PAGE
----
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World Sports Journalists Day

Why sports journalists struggle to reach media's top tier

Mahbub  Sarkar

Mahbub Sarkar

Tue, 2 Jul 24

In a conversation in 2007, I heard Shafik Rehman say, "Many of you may not know, but I was once a sports journalist." The former editor of Jaijaidin newspaper had a chapter in sports journalism that I hadn't learned much about. It is known that in Bangladesh, there aren't many examples of rising from sports journalism to the top tier of the media industry. Mustafa Mamun, the editor of Desh Rupantor, was once a prominent sports journalist. Similarly, it has been noted at times that Matiur Rahman, the editor of Manabzamin, also had a background in sports journalism. Whether there are still any examples of people climbing the ladder from sports journalism to the highest level in the media today is unclear. On the occasion of World Sports Journalists Day, efforts were made to understand why the rate of advancement from sports journalism to the top tier of the media is lower compared to sub-editors or specialized reporters in other fields.

Discussions with various sports journalists sought to understand how established the profession of sports journalism has become in this country. Senior sports journalist Aghor Mondol, who has experience across newspapers, television, and radio, commented, "Renowned journalists like Kamruzzaman, A.B.M. Musa, Wahidul Haq, and Enayetullah Khan expanded their careers starting from sports journalism. Over time, the number of media outlets has increased; however, unfortunately, the quality of sports journalism has not kept pace with the quantity. Perhaps that is why there are fewer examples of people rising to the top tier from sports journalism nowadays."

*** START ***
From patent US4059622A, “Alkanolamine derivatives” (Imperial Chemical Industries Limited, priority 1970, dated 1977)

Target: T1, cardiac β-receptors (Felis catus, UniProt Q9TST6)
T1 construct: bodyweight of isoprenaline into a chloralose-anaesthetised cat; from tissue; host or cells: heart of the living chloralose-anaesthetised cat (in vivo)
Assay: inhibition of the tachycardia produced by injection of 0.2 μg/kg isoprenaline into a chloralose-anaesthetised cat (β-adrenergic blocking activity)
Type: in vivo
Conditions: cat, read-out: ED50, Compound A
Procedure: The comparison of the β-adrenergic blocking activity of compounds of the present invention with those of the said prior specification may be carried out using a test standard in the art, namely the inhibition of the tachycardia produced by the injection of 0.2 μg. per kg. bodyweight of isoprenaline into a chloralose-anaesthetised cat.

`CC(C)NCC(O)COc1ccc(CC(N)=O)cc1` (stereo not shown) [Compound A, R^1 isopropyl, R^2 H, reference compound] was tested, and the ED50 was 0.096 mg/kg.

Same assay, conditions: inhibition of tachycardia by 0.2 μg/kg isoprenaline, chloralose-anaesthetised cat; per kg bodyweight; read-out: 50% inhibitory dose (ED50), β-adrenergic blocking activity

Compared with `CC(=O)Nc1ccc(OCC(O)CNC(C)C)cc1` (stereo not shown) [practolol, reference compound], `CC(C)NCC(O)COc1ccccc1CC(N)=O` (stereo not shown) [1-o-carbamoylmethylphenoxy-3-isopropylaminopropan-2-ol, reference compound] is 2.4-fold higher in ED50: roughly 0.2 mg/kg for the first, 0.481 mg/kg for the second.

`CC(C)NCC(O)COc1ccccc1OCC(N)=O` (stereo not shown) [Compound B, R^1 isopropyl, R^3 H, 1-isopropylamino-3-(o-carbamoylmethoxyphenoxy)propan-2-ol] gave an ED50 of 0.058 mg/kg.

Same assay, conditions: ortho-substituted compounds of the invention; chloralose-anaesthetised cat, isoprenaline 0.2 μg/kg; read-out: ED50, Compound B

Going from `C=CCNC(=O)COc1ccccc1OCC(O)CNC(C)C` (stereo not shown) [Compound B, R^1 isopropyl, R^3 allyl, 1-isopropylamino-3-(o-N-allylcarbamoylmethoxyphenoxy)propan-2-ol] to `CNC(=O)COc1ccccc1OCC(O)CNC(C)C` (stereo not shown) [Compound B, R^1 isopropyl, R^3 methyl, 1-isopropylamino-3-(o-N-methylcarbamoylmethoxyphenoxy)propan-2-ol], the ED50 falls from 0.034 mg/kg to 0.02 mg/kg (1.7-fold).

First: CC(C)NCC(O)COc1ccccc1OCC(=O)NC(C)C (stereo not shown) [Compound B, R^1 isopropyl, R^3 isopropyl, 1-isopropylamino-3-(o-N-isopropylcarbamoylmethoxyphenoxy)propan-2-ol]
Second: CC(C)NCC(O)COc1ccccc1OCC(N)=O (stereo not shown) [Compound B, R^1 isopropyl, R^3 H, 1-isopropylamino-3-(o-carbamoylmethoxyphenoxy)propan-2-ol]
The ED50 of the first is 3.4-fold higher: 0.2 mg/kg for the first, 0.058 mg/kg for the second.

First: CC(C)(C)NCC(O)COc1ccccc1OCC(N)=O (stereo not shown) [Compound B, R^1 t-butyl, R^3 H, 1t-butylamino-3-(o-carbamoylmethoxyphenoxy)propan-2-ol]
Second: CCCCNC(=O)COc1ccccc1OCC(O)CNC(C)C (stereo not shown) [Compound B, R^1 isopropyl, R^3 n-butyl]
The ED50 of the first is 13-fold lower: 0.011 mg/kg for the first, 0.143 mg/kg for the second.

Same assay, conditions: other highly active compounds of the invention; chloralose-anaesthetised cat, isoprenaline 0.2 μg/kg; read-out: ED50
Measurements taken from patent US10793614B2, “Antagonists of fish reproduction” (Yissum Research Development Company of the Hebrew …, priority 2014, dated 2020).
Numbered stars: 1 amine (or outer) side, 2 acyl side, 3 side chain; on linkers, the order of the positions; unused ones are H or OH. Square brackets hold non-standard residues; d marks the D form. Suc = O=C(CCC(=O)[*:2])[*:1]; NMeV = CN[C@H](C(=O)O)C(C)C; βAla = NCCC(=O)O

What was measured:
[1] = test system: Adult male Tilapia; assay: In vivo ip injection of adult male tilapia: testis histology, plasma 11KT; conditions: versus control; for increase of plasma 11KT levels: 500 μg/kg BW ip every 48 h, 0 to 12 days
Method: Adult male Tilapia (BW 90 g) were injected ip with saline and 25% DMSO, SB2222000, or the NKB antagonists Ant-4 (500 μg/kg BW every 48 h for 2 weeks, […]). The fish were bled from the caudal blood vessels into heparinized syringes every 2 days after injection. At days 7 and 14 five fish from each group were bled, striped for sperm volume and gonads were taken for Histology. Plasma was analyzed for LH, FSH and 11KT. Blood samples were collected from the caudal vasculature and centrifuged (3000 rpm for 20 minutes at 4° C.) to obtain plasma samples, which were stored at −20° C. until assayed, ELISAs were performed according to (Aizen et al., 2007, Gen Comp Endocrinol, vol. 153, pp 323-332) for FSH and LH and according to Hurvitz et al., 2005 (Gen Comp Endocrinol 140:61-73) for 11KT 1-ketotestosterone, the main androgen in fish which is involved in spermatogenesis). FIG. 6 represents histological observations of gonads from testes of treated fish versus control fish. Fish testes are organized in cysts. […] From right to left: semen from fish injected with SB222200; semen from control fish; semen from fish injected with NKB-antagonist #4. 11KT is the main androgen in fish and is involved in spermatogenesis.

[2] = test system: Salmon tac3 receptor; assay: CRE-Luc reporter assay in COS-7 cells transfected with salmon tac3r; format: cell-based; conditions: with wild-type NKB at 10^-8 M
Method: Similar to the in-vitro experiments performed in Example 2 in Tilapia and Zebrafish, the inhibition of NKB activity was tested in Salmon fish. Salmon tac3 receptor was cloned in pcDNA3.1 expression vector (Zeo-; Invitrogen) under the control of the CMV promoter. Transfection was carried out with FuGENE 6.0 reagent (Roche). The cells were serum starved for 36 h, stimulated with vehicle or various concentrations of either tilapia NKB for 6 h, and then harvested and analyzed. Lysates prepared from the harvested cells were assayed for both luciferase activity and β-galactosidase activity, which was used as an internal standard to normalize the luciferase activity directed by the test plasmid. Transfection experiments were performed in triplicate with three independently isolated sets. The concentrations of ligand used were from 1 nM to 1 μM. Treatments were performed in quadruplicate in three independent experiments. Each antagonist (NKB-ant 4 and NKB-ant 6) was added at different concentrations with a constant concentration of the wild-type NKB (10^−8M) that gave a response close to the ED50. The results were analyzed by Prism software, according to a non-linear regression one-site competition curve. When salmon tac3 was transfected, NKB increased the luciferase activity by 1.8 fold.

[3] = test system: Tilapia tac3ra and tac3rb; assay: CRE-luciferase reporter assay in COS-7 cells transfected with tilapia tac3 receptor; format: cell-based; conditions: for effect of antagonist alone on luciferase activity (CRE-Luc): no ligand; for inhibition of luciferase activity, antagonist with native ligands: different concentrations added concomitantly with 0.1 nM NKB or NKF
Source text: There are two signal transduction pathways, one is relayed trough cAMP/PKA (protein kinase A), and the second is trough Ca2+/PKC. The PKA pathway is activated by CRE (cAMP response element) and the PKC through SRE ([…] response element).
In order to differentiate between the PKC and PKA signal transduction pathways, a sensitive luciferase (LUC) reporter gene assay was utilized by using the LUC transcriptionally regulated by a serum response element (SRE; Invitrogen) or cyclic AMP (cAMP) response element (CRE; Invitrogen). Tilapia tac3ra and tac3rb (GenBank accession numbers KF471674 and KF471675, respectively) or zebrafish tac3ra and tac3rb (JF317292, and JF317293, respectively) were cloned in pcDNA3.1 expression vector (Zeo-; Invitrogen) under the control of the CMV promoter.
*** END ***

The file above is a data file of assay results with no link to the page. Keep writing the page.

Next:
Aghor Mandol believes that the quality of sports journalism has declined in the new century. He said, "This could be due to the trend of chasing after athletes instead of focusing on the game itself. A sports journalist needs to have knowledge of all branches of journalism. They need to understand crime reporting due to issues like match-fixing, medical reporting due to incidents like doping, and business reporting due to sports commerce and branding. To be clear on various branches of journalism, there is no alternative to studying. Compared to the past, the tendency of current journalists to study has decreased significantly."